The Principle of Momentum

‘My Father is glorified by this, that you bear much fruit and become my disciples. As the Father has loved me, so I have loved you; abide in my love. If you keep my commandments, you will abide in my love, just as I have kept my Father’s commandments and abide in his love.”

– John 15:8-10 NRSV

What does the word momentum mean to you? I ask my students the same question. I use this question and the discussion of the meaning of the word to hold them accountable to what I need from them in order for them to create their own success in my class. If they see momentum as progress, I challenge them to consider what specific actions they need to take in order to build, sustain and recreate momentum, or progress, in my class. One student, 8th grade, explained further the concept of inertia and its impact on momentum, so I then challenged the students to consider what types of external/internal inertia could occur to prevent them from experiencing momentum and plan how to overcome the inertia they encounter.

This is one step I take to instill within them the necessity of demonstrating self-efficacy and personal accountability in their responsibility as a student in their academic/personal growth and development. This also requires me to consider daily, what I need to do to continue to direct them towards my personal/professional goal in seeing them display a greater demonstration of self-efficacy in my classroom.

I am learning to challenge myself to find more effective, creative ways to explain, challenge and motivate student performance within my classroom by avoiding the use of the same statements and phrases I get tired of saying and they get tired of hearing. By doing this, I have come to see how my role as an educator is similar to, or like that of an athletic coach seeking to get the most out of those under his/her guidance and instruction. being a successful educator requires me to consider how to use the right words effectively, daily to convey the necessary urgency within each individual student that enables them to create their own personal momentum and take more responsibility for their own learning and achievement. When this fruit is produced, it becomes a tremendous source of encouragement and sense of empowerment for both the students and me. Especially between January and June:)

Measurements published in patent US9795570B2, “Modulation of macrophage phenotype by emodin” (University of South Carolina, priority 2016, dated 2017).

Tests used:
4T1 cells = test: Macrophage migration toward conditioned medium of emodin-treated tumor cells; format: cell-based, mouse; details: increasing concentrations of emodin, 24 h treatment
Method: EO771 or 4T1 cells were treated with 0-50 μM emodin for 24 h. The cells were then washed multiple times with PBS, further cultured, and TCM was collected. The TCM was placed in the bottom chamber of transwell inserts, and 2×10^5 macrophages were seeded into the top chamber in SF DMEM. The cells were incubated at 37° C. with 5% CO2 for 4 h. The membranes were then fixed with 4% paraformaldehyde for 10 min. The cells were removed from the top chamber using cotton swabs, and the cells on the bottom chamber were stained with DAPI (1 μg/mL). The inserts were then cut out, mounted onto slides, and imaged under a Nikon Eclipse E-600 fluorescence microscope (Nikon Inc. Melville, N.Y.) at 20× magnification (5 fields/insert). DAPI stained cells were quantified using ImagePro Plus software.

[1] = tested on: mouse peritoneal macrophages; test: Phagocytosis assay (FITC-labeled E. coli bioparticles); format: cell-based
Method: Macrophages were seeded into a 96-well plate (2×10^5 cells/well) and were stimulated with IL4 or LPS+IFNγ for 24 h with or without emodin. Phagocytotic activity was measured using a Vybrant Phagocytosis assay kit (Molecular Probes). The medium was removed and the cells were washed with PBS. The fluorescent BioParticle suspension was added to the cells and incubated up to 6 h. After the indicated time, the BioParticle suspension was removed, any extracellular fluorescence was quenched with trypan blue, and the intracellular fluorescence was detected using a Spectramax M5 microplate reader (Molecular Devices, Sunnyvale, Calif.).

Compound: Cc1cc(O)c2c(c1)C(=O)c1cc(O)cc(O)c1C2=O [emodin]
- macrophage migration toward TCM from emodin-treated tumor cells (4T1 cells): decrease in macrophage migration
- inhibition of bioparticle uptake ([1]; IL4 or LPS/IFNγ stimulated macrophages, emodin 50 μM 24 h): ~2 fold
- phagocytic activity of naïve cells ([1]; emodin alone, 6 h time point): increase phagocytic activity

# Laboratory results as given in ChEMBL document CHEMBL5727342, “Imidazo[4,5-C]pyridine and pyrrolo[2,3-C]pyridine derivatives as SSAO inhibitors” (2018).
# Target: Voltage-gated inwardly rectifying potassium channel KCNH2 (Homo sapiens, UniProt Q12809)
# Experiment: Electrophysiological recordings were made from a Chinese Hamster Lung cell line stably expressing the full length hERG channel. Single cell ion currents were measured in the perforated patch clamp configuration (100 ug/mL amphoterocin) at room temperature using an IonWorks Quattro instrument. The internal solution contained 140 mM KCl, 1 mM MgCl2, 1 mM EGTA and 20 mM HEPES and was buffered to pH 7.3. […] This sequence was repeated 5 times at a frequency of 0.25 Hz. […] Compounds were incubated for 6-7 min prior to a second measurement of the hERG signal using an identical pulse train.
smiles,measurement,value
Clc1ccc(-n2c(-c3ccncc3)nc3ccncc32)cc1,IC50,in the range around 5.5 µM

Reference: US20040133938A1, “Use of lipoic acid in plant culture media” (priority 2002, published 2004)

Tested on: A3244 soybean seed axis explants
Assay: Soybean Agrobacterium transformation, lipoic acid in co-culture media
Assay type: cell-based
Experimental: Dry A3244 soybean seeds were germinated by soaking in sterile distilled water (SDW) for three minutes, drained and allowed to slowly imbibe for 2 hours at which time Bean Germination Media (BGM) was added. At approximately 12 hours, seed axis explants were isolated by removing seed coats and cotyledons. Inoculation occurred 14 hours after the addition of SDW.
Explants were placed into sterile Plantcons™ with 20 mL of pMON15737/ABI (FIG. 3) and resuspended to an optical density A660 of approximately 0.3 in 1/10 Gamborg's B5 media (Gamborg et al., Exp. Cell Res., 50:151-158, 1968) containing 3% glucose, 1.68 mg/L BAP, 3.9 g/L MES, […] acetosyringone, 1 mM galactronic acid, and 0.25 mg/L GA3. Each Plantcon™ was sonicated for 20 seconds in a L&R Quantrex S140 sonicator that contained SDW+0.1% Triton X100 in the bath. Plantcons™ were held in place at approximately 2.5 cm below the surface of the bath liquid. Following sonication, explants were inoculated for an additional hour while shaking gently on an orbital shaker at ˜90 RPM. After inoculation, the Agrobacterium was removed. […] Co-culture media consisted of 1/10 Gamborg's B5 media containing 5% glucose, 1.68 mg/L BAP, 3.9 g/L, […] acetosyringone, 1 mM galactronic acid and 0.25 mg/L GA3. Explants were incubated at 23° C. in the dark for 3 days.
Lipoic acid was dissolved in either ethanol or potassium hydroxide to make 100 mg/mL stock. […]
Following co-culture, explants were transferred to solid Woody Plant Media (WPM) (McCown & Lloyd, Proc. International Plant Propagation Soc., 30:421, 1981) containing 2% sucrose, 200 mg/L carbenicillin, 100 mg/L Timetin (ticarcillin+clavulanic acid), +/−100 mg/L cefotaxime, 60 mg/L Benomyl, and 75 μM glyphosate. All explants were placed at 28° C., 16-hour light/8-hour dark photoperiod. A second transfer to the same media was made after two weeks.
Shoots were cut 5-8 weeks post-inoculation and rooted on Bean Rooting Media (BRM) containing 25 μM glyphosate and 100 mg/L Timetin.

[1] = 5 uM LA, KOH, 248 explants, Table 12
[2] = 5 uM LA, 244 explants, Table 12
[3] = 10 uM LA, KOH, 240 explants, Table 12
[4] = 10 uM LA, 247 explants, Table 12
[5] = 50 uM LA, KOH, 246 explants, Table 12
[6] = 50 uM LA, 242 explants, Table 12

May God bless you and help you to implement the principle of momentum in your instruction and interaction with your students/children to consistently produce fruit that creates an environment of harmony, productivity, positivity, and prosperity.

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About myimmanuel

an inspired writer seeking to become a distinguished published author.
This entry was posted in Books, Children, Christianity, Classroom management strategies, Community, Culture, Education, Family, History, Leadership, Life, Lifestyle, Music, News, Parenting, Politics, Quotes, School, Teaching, Uncategorized. Bookmark the permalink.

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